The Equity Factor at Work
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Let's play a game.
Here are the rules: We'll be asked to split a sum of money. I get to make the
split and you get to choose whether to accept or reject the split. And if you
reject it, both of us will walk away empty-handed.
Rationally, I should realize my advantage and offer a lopsided split in my
favor and you should accept the uneven split - because any amount of money is
better than nothing. Right?
Wrong. If we're like everyone else who plays the game, we'll end up with an
Here's why . . .
While the fairness of the split shouldn't logically affect the second player's
decision, it nearly always does. If offered a lopsided split, the second
player will reject the deal, and neither player will get any money. So most
people end up offering a fifty-fifty split to the second person.
To find out why people react in this way, a team of Princeton researchers
attached players to functional MRI machines. They discovered that when people
are offered an unfair split, a primal part of their brains known as the
anterior insula sends out signals of disgust and anger. It doesn't matter one
little bit that rejecting the split - regardless of how unfair - is an
irrational financial decision. It feels right.
That's the power of what I call "the equity factor." And it has everything to
do with leadership in turbulent times.
A close look at the psychology of relationships reveals that most individuals
automatically attempt to keep a mental balance between what they contribute to
a relationship and what they get back from it. When employees believe that
they are putting more into their company than they are getting back, or when
they do not perceive the rewards distribution to be equitable, engagement
When employees look for balance through equitable treatment, it is their
perception of the treatment, rather than the treatment itself that
defines reality. I once interviewed employees at a public utility where
workers were negotiating a two-percent raise that management was resisting. At
that same time, the fleet of corporate vans was being repainted. Instead of
viewing this as a necessary expense, the employees' perception was that it was
unfair of the company to spend money on vehicles while it argued about a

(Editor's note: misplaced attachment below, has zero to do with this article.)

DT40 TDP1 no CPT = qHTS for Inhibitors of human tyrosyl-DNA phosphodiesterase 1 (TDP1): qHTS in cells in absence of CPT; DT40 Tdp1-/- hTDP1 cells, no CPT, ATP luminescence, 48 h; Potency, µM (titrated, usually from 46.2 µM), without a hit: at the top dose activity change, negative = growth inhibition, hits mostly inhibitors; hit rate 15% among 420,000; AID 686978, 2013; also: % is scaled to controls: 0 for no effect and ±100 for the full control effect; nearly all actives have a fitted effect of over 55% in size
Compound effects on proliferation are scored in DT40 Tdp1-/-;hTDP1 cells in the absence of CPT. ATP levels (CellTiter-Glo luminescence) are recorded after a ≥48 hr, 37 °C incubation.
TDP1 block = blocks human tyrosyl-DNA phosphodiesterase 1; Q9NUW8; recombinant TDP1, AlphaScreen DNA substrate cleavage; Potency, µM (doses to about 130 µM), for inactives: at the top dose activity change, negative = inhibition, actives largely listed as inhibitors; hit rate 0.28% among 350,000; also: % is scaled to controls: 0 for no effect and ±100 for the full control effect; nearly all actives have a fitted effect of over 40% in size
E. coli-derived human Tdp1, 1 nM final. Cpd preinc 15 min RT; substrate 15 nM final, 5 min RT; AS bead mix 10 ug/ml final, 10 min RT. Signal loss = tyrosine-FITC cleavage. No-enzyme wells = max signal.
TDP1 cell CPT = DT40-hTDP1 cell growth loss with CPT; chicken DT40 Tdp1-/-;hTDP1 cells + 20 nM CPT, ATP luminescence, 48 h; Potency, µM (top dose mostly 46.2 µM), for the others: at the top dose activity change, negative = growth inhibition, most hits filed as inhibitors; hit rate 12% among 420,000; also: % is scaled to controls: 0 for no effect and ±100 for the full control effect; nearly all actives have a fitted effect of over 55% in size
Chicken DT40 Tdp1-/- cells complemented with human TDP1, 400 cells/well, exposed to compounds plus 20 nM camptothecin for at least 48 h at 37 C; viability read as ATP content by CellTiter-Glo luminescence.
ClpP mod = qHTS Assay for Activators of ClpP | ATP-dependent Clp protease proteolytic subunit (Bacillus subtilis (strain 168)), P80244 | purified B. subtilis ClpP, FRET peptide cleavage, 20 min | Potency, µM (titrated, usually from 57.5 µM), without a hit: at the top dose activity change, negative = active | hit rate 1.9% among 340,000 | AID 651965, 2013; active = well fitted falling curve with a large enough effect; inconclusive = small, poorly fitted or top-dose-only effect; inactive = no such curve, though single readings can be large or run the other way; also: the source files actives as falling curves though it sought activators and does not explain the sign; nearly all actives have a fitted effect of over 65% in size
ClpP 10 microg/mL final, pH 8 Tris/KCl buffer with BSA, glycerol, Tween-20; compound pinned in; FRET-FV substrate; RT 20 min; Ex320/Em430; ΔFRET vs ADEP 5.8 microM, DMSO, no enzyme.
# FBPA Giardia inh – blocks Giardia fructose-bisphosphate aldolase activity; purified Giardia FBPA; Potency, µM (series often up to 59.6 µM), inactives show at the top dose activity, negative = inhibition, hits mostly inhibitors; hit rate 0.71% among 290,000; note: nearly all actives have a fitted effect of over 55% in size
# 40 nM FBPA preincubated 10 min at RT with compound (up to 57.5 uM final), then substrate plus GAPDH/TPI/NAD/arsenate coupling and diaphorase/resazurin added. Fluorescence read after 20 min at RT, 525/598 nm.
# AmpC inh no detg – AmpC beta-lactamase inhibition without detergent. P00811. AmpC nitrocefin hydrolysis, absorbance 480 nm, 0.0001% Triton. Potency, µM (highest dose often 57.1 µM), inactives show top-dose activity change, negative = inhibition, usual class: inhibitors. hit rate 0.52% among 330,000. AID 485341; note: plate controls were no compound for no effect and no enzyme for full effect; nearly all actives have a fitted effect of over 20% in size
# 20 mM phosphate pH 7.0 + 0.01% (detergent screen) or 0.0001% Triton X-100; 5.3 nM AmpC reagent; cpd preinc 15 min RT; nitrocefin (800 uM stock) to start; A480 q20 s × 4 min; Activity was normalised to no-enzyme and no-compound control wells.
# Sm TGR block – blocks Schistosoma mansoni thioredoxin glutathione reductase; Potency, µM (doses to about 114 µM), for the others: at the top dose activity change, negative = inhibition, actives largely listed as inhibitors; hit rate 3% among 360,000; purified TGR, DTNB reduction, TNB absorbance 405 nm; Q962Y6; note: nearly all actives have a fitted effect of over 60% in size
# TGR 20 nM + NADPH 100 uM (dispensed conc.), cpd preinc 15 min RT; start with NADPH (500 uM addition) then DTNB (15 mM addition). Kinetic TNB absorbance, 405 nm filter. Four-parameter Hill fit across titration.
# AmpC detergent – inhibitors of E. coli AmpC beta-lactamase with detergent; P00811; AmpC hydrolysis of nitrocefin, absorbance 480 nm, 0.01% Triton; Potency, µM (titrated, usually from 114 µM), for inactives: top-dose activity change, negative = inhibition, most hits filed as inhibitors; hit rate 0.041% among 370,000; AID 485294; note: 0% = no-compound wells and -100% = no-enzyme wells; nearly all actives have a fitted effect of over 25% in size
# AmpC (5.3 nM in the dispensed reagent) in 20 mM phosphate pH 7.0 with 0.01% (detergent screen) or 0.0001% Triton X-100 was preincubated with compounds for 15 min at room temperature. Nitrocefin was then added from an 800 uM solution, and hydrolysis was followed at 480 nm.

salary increase with employees: "How dare they throw money at those trucks and
then quibble about a lousy two-percent raise!"
The CEO of a chemical manufacturing company put it this way: " As a leader you
must make it a routine part of your decision-making process to ask the
question: Will this action be perceived as equitable?"
As companies downsize, restructure and refocus, employees are asked to do more
and work harder. And they have, on the whole. But their resentment is most
frequently seen in their reaction to executive compensation. Big disparities
in pay between executives and the work force, especially in times of
downsizing and plant closures, can destroy employee engagement - just when it
is most needed.
Here's how one employee sees it: "The biggest budget cuts were
employee-focused. They eliminated all our merit increases, rewards and
recognition programs. And then the top management got bonuses. I used to be a
'gung-ho' employee. Now I think my loyalty has been misplaced "
The issue here goes beyond compensation - and right to the heart of the equity
About the Author
Kinsey Goman, Ph.D.is an international
Keynote speaker on collaborative leadership and the impact of
language in the workplace.
coach to executives to improve their leadership presence and
Leadership blogger for Forbes and author of "The Silent Language of
Leaders: How Body Language Can Help - or Hurt - How You Lead.”
Carol@CarolKinseyGoman.com Authors Google+
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Article Published/Sorted/Amended on Scopulus 2009-11-25 13:36:40 in Employee Articles